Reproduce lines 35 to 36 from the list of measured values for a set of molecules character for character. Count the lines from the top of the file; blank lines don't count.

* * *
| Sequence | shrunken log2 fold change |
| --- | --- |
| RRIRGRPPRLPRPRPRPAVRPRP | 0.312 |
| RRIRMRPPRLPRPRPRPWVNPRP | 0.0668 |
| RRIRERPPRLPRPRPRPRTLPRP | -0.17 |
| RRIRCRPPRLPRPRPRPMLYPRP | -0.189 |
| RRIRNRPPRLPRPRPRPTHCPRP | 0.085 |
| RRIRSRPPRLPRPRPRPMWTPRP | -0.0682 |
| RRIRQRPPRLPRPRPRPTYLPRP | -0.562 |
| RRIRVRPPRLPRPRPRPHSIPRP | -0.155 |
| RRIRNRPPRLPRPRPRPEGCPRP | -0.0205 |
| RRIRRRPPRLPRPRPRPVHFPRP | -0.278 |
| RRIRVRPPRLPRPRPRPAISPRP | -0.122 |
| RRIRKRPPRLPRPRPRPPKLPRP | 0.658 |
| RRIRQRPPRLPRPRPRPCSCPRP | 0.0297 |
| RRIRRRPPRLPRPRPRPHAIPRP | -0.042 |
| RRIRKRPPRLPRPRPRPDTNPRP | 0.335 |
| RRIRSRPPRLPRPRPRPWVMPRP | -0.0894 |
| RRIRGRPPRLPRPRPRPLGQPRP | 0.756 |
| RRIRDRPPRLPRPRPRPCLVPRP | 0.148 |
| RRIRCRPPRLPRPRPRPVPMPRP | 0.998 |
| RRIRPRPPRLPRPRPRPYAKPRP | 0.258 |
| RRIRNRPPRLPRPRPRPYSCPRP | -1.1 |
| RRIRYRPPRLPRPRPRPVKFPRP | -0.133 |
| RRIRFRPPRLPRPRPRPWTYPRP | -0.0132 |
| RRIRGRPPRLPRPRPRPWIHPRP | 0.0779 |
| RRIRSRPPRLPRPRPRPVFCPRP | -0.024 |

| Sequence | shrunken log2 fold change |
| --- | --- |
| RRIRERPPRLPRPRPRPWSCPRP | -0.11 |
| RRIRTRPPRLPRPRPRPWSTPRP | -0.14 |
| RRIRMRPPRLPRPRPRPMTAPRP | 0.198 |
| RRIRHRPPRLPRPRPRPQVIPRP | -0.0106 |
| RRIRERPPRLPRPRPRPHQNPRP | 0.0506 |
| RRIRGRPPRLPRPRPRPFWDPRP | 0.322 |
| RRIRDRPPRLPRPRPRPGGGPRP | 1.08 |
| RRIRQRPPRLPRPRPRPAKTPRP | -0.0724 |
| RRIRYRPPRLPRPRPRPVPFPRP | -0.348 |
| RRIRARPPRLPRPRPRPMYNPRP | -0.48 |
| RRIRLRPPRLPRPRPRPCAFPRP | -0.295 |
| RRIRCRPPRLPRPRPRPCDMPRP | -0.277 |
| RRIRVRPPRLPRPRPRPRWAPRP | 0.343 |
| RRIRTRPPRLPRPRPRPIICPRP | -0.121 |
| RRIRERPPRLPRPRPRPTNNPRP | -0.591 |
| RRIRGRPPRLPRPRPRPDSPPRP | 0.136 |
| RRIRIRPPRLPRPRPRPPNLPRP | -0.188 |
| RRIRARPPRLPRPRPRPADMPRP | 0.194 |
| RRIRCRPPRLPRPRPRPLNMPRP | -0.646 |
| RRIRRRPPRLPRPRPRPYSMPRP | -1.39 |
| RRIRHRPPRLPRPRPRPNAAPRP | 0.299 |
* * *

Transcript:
| RRIRGRPPRLPRPRPRPFWDPRP | 0.322 |
| RRIRDRPPRLPRPRPRPGGGPRP | 1.08 |